August 18th, 2020

                                                By Sher e Azam


Arzoo always felt very uncomfortable and unwelcome whenever she went to church. She was often segregated from other worshippers and told to dress ‘properly’ in men’s attire whenever she was attending a service. For Arzoo it seemed there was no solace to be found even in the house of God.

But the problem of social ostracization may have been solved because the very first church especially for transgenders has been established in Karachi.

“Transgenders are shunned from their homes and even from their places of worship,” says Ghazala Shafique, the pastor of the church.

Speaking to Shafique said that transgenders have to hide their religious identity and the churches, like all other public places, are not too welcoming either. She realized the deep sense of deprivation when working with the Christian transgender community in the city.

They would tell her that they had no homes, no place of worship, and no organization working for their betterment. Their community had ignored them as if they did not exist.

Ghazala Shafique along with Nomi Basheer thought of giving the transgender Christians their very own place of worship where they could freely practice their faith. But they faced severe criticism over it.”People used to say that after a church, would we also be asking for a separate graveyard for the transgender Christian community as well?”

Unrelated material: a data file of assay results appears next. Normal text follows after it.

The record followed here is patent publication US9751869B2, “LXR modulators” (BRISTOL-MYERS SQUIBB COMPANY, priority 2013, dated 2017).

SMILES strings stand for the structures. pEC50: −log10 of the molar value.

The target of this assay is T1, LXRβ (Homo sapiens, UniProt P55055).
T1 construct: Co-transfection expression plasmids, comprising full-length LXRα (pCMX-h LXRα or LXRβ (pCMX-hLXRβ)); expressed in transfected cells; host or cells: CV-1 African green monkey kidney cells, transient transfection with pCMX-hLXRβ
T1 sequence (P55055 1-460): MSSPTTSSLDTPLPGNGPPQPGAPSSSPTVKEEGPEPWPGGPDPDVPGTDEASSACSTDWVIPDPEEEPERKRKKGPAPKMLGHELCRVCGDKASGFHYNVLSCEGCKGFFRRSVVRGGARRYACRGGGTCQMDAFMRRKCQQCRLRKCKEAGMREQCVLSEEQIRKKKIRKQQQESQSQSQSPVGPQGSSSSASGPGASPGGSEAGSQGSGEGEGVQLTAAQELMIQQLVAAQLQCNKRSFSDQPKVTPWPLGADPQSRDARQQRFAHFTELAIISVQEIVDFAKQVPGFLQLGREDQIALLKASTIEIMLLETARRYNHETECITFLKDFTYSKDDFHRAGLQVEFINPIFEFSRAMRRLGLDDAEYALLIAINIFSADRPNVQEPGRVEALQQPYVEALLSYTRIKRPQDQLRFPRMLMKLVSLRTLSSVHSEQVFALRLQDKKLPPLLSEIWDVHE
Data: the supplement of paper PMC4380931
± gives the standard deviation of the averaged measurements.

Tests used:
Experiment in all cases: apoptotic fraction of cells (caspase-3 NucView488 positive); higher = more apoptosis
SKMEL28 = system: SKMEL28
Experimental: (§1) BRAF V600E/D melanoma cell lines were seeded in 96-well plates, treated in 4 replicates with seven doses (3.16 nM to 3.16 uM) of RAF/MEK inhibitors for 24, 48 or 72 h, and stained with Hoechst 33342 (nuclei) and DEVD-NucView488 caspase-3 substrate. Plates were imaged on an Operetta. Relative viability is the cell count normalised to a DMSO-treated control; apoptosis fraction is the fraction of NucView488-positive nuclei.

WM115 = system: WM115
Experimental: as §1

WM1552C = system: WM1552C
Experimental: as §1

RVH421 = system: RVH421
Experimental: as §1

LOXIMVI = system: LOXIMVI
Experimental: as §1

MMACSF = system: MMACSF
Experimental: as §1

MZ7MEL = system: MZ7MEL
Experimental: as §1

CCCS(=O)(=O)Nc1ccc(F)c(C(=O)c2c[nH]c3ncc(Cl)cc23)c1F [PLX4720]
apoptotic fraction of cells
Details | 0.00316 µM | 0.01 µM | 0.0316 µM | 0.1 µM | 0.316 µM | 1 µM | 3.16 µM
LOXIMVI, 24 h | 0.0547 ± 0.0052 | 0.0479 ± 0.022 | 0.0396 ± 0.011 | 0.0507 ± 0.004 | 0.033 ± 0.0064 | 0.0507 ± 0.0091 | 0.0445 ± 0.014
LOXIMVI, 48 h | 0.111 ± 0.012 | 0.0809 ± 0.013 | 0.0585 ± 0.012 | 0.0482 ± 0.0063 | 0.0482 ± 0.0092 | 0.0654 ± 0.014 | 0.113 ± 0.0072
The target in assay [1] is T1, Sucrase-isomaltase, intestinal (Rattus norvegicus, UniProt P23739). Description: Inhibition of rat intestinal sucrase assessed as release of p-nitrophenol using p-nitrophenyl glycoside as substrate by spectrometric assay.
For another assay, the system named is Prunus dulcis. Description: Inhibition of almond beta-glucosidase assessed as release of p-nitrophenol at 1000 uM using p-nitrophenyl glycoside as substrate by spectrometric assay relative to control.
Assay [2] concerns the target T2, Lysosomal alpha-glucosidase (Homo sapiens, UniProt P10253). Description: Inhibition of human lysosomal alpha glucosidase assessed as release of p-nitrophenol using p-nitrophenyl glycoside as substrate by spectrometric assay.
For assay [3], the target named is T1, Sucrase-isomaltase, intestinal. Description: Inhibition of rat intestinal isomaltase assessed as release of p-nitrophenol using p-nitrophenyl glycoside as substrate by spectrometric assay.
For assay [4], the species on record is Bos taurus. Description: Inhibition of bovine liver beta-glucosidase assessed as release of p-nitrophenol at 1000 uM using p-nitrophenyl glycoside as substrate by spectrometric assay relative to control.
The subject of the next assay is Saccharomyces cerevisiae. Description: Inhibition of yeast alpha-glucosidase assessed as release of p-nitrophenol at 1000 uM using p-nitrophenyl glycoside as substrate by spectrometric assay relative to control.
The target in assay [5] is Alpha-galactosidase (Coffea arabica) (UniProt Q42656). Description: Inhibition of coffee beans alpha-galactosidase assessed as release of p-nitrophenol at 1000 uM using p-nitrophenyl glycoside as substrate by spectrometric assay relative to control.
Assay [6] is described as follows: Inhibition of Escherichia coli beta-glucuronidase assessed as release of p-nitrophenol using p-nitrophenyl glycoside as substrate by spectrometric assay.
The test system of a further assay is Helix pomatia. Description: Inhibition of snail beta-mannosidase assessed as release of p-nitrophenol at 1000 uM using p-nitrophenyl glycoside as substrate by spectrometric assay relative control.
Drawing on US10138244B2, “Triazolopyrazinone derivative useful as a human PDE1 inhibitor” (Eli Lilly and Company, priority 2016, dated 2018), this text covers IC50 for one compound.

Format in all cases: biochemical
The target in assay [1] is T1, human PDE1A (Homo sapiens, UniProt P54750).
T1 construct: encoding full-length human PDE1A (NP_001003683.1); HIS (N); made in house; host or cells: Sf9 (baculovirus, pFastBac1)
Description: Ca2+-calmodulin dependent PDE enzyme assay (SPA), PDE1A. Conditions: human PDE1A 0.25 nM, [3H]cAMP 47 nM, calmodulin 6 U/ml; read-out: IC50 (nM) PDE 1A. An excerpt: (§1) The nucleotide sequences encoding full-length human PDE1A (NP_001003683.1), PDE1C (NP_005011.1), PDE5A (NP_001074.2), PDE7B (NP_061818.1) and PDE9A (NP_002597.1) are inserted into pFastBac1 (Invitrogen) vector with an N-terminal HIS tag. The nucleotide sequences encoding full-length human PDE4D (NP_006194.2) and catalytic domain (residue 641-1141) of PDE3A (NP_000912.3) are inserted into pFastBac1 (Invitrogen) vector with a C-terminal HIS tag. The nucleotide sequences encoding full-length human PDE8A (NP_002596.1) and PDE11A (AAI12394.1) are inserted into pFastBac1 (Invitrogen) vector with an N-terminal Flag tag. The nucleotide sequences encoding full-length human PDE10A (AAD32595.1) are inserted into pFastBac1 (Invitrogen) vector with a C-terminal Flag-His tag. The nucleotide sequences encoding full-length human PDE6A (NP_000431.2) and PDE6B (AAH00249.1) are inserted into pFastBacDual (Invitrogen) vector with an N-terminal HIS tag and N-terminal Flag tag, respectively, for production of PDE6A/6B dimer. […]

Ghazala Shafique as the first woman pastor of church, faced greater resistance for acceptance and approval.”Transgenders are ignored in every sphere. Be it be religion, jobs or social acceptance. ”

In the rest of the world, transgenders are treated like human beings but that is not the case here, Shafique added.

“People should not misunderstand the concept of a separate church for transgender Christians. We are not fanning an issue of race, color, and sectarianism. We all have to live in peace and harmony with one another,” Nasir Gill, one of the other church attendees.
Speaking to, Nisha Rao said transgender Christians were reluctant in revealing their religious identity.  “We struggled and built this church so that people can come and worship freely, she said.

Rao, who is a transgender and a lawyer by profession says she was happy that they were able to build this church.

The transgender community has no rights as other citizens in the country. “Every citizen should have the right to access education, health, and profess their faith. But sadly, transgenders are often teased in public places,” she said.

Nomi Bashir, the church’s caretaker, says worship places should be opened up for transgenders from all faiths. Bashir said they faced a lot of challenges from the community in setting up the church.
“We were told to be seated in a corner whenever we used to go to church,” Arzoo recalls her earlier experiences of being in a church. “We would be stared at and frowned upon,” she added. The hurtful remarks were very difficult to bear, she said.

Jeremiah Church pastor Razaaq Inayat said the transgender people were humans too and had every right to profess their faith. “I am happy to impart teachings of our faith to them,” he said.
Worshippers in this church hope that this small step will lead to better access to places of worship for transgenders from all faiths.